PAGE 2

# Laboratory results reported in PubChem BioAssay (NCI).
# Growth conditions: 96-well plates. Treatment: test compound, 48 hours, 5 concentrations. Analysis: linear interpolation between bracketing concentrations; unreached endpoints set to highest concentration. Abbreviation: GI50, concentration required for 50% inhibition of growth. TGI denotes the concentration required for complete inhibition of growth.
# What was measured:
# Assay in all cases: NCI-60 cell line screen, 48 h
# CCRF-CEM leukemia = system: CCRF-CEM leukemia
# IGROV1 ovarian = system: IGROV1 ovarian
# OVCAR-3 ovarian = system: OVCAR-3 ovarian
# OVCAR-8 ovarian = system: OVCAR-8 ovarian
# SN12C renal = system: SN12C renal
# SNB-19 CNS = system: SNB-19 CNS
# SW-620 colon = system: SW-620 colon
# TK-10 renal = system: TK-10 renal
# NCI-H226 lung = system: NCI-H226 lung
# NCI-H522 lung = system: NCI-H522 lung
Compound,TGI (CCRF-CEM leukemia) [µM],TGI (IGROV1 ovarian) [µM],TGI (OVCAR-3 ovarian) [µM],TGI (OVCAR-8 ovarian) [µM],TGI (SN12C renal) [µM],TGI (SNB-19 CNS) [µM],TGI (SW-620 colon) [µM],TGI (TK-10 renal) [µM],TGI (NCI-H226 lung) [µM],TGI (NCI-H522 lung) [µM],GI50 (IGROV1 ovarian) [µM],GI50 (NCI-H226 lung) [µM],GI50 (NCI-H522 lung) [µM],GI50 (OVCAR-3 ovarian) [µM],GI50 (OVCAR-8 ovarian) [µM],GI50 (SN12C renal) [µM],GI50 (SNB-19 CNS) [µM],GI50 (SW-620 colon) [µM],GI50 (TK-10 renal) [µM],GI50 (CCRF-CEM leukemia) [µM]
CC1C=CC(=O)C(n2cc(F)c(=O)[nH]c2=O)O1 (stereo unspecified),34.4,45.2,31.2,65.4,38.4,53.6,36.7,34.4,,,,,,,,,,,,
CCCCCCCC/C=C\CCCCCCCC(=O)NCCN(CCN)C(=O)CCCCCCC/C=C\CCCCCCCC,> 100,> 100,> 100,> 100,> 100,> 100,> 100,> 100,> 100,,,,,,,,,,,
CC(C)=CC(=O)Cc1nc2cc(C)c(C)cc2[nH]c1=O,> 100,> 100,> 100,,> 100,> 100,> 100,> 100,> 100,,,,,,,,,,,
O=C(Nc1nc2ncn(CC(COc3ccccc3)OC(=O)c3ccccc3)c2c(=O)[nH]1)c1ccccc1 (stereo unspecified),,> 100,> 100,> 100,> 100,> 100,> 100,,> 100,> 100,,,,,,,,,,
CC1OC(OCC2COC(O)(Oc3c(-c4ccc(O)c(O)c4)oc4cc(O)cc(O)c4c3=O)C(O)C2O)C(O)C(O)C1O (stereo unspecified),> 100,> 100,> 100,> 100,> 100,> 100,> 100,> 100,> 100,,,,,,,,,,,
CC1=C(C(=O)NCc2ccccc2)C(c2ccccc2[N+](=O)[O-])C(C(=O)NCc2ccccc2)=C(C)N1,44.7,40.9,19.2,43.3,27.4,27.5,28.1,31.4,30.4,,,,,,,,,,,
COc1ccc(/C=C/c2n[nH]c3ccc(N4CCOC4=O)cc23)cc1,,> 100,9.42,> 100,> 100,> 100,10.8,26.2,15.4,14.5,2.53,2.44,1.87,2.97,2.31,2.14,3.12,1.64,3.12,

choose the plain ones and choose those that have no added salt. Choose fresh poultry, fish, and lean meat, instead of canned or processed types. Choose herbs, spices, and salt-free seasoning blends in cooking and at the table. Buy less instant or flavored rice, pasta, and cereal mixes. These usually have more sodium and salt. When you cut back on these you could also have another bonus. That is you will probably save money on your grocery bill, because these products often cost more than the plain versions. Choose less frozen dinners, pizzas, packaged mixes, canned soups or broths, and salad dressings. These foods often have a lot of sodium. When you do choose convenience foods, choose those that are lower in sodium. When available, buy lowor reduced-sodium, or no salt added versions of foods. Choose ready-to-eat breakfast cereals that are lower in sodium. When you prepare and serve foods, try these steps for meals with less salt and sodium: Use less salt at the table and in cooking. Cook rice, pasta, and hot cereals without adding salt. Cook with low-salt ingredients; Use more spices and herbs. Try salt-free blends of spices and herbs in cooking and at the table. Rinse salt from canned foods. For example, you can rinse canned tuna to remove some sodium. Use fewer sauces, mixes, and instant products. Limit smoked, cured, or processed beef, pork, or poultry. Chicken and Spanish Rice (5 servings) Ingredients 1 cup onions, chopped cup green peppers 2 tsp vegetable oil 1 8-oz can tomato sauce 1 tsp parsley, chopped tsp black pepper 1- tsp garlic, minced 5 cups cooked rice (in unsalted water) 3- cups chicken breast, cooked (skin and bone removed), diced. Preparation In a large skillet, saut onions and green peppers in oil for 5 minutes on medium heat. Add tomato sauce and spices. Heat through. Add cooked rice and chicken, and heat through. The Institute of Food and Agricultural Sciences (IFAS) is an Equal Employm ent Opportunity Affirmative Action Employer authorized to provide rese arch, educational informa tion and other services only to individuals and institutions that function without regard to race color, sex, age, handi cap or national origin. U.S. DEPARTMENT OF AGRICULTURE, COOPERATIVE EXTENSION SERVICE, UNIVERSITY OF FLORIDA, IFAS, Florida A. & M. UNIVERSITY COOPERATIVE EXTENSION PR OGRAM, AND BOARDS OF COUNTY COMMISSIONERS COOPERATING.